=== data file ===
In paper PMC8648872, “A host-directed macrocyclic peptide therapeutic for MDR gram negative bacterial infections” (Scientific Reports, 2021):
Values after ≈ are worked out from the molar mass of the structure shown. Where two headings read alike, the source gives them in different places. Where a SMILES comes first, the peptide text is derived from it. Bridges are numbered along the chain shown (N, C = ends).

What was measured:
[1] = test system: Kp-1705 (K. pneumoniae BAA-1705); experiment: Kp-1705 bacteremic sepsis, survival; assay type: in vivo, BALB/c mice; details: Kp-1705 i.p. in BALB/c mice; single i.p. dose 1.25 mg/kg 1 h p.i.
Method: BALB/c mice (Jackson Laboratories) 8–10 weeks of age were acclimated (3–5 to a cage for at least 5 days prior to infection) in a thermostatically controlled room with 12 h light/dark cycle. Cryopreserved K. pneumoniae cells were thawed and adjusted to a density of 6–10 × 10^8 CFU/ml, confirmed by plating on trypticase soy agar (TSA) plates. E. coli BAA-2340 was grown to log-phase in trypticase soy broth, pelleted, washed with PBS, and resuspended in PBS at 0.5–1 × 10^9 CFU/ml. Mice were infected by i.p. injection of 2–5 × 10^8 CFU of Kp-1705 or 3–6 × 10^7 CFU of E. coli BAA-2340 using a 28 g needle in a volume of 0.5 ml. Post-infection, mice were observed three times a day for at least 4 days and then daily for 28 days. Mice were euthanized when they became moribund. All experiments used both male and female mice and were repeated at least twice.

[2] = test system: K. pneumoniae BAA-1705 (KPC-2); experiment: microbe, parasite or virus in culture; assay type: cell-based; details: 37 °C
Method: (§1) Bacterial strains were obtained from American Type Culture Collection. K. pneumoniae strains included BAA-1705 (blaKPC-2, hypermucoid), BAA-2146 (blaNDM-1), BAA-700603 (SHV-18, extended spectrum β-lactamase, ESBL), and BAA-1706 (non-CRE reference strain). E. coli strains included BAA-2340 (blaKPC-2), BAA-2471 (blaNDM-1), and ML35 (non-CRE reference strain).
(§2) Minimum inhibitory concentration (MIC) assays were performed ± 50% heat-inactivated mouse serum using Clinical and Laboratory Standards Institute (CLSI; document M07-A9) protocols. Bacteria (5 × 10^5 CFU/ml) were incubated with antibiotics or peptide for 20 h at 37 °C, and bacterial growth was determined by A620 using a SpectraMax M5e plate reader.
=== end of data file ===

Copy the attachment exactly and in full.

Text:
In paper PMC8648872, “A host-directed macrocyclic peptide therapeutic for MDR gram negative bacterial infections” (Scientific Reports, 2021):
Values after ≈ are worked out from the molar mass of the structure shown. Where two headings read alike, the source gives them in different places. Where a SMILES comes first, the peptide text is derived from it. Bridges are numbered along the chain shown (N, C = ends).

What was measured:
[1] = test system: Kp-1705 (K. pneumoniae BAA-1705); experiment: Kp-1705 bacteremic sepsis, survival; assay type: in vivo, BALB/c mice; details: Kp-1705 i.p. in BALB/c mice; single i.p. dose 1.25 mg/kg 1 h p.i.
Method: BALB/c mice (Jackson Laboratories) 8–10 weeks of age were acclimated (3–5 to a cage for at least 5 days prior to infection) in a thermostatically controlled room with 12 h light/dark cycle. Cryopreserved K. pneumoniae cells were thawed and adjusted to a density of 6–10 × 10^8 CFU/ml, confirmed by plating on trypticase soy agar (TSA) plates. E. coli BAA-2340 was grown to log-phase in trypticase soy broth, pelleted, washed with PBS, and resuspended in PBS at 0.5–1 × 10^9 CFU/ml. Mice were infected by i.p. injection of 2–5 × 10^8 CFU of Kp-1705 or 3–6 × 10^7 CFU of E. coli BAA-2340 using a 28 g needle in a volume of 0.5 ml. Post-infection, mice were observed three times a day for at least 4 days and then daily for 28 days. Mice were euthanized when they became moribund. All experiments used both male and female mice and were repeated at least twice.

[2] = test system: K. pneumoniae BAA-1705 (KPC-2); experiment: microbe, parasite or virus in culture; assay type: cell-based; details: 37 °C
Method: (§1) Bacterial strains were obtained from American Type Culture Collection. K. pneumoniae strains included BAA-1705 (blaKPC-2, hypermucoid), BAA-2146 (blaNDM-1), BAA-700603 (SHV-18, extended spectrum β-lactamase, ESBL), and BAA-1706 (non-CRE reference strain). E. coli strains included BAA-2340 (blaKPC-2), BAA-2471 (blaNDM-1), and ML35 (non-CRE reference strain).
(§2) Minimum inhibitory concentration (MIC) assays were performed ± 50% heat-inactivated mouse serum using Clinical and Laboratory Standards Institute (CLSI; document M07-A9) protocols. Bacteria (5 × 10^5 CFU/ml) were incubated with antibiotics or peptide for 20 h at 37 °C, and bacterial growth was determined by A620 using a SpectraMax M5e plate reader.